News Column

Campaigns Take'n It to the States' Streets

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Union workers on leave from jobs in Los Angeles and San Francisco showed up ready for duty at a messy office near the Reno airport, and started rhythmically clapping and chanting, "Si, se puede."

"Wake up, America," a tattooed union man bellowed, on the off chance they weren't yet awake.

Across town, in a weathered office mall next to the Atlantis casino, Bill Baker, a former East Bay Republican congressman, greeted 100 travelers who arrived on charter buses from the Bay Area and Sacramento.

"This is what's going to win the election," Baker told them.

Bruce Springsteen and Bill Clinton aside, President Barack Obama's and Gov. Mitt Romney's true surrogates are Carol Dean, Maxine Rodowicz, Maria Cardenas and Jared Neil, partisans at the front lines of the campaign.

I tagged along as they slipped into sensible shoes and knocked on doors in Reno and Sparks last weekend. The goal was simple, though the work wasn't. Republicans urged Republicans to vote. Democrats urged Democrats to vote. Both sides tried to entice independents. In this good-against-evil campaign, they didn't change many minds.

The national parties and the candidates' organizations recruit supporters to knock on doors in the swing states. In Nevada, however, Obama has a separate weapon, Unite-HERE, the union that represents hotel, restaurant and casino workers.

Jack Gribbon, the union's California political director, is responsible for the culinary workers' effort in Northern Nevada. He is sending paid volunteers to 38,000 doors on swing streets in the swing county of Washoe in the swing state of Nevada.

Ellen Woods, a gray-haired union member from San Francisco, rolled up a pant leg last Sunday and showed Gribbon the bruise left by a dog that bit her the day before. Gribbon asked if the mutt drew blood, if she needed to see a doctor, and, importantly: "Did you get the vote?"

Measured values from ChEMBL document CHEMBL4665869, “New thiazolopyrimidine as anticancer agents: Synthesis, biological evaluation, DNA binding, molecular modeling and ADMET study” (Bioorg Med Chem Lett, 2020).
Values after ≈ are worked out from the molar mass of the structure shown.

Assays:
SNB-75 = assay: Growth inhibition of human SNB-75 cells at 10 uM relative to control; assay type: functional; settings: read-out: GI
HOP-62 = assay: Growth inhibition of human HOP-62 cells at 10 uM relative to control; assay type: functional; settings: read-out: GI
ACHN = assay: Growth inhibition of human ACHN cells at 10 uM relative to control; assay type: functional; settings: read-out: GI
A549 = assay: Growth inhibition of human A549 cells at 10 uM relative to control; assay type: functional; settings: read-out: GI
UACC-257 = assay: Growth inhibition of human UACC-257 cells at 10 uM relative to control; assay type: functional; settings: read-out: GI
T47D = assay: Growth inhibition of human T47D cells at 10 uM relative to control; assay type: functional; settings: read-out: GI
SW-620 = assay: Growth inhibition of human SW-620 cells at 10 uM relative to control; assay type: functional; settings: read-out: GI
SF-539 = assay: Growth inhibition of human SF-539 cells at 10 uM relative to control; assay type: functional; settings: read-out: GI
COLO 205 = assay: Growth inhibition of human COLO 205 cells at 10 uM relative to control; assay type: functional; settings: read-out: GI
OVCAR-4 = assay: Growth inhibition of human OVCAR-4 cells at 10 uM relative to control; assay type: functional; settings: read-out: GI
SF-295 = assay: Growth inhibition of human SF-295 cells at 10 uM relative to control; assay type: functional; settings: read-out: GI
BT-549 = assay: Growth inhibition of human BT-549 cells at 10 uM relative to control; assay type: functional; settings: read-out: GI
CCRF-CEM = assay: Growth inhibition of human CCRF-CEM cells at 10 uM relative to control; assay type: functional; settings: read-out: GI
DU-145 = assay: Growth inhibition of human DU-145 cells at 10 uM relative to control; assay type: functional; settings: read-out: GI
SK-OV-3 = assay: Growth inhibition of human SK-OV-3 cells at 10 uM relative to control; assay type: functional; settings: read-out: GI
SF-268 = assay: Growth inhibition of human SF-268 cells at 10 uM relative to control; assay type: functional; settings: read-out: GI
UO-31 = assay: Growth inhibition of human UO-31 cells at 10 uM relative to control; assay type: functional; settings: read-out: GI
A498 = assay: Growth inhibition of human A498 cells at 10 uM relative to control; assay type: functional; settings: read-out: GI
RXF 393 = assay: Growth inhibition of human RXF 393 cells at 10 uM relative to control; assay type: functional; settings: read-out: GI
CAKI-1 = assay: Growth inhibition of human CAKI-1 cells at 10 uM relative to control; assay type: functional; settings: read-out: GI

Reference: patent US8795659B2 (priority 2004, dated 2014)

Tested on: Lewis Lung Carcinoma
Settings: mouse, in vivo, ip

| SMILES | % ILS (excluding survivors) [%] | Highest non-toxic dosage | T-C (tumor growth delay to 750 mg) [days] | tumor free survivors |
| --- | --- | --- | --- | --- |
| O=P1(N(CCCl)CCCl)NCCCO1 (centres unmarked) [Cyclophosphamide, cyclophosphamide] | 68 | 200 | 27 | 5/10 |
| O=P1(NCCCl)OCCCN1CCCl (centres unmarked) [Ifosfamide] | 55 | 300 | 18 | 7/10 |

Washoe County has 91,322 registered Republicans, 89,701 Democrats, and 41,830 voters who state no party preference. Obama will win Las Vegas. Romney will win rural Nevada. That leaves Washoe County, the battleground.

Like his Republican counterparts, Gribbon does the math. Assume Romney wins the red and pink states, for 191 electoral votes. Next, assume Romney wins the swing states of Iowa, Florida, Virginia, and North Carolina. He'd have 268 electoral votes, two short of the 270 needed to capture the presidency.

Assume, now, that Obama wins solid blue and light blue states, for a total of 237 electoral votes. Next, assume he wins Colorado, with its large Latino population, and Ohio, where auto workers have jobs because Obama bailed out the industry. He'd have 264.

That leaves Nevada and its six electoral votes. To motivate the troops, Gribbon scrawled the equation in blue marker pen on white butcher paper at the front of the room.

With the morning chant over, Cardenas and Neil got their marching orders and drove to the north end of Reno, armed with the addresses and names of voters to contact.

Neil, 26, moved to San Francisco from Maine a few years ago, and quit his job at a San Francisco hotel to work on the campaign. He said his father disowned him because he is gay.

"It's ridiculous for anyone who is gay to be for Romney," Neil said.

Cardenas, 50, works at Dodger Stadium during baseball season, lives in Los Angeles, and is the mother of two daughters and a son.

"I believe in the DREAM Act," she said, referring to the law that Obama embraces and Romney opposes that offers children of illegal immigrants a path to legal residency.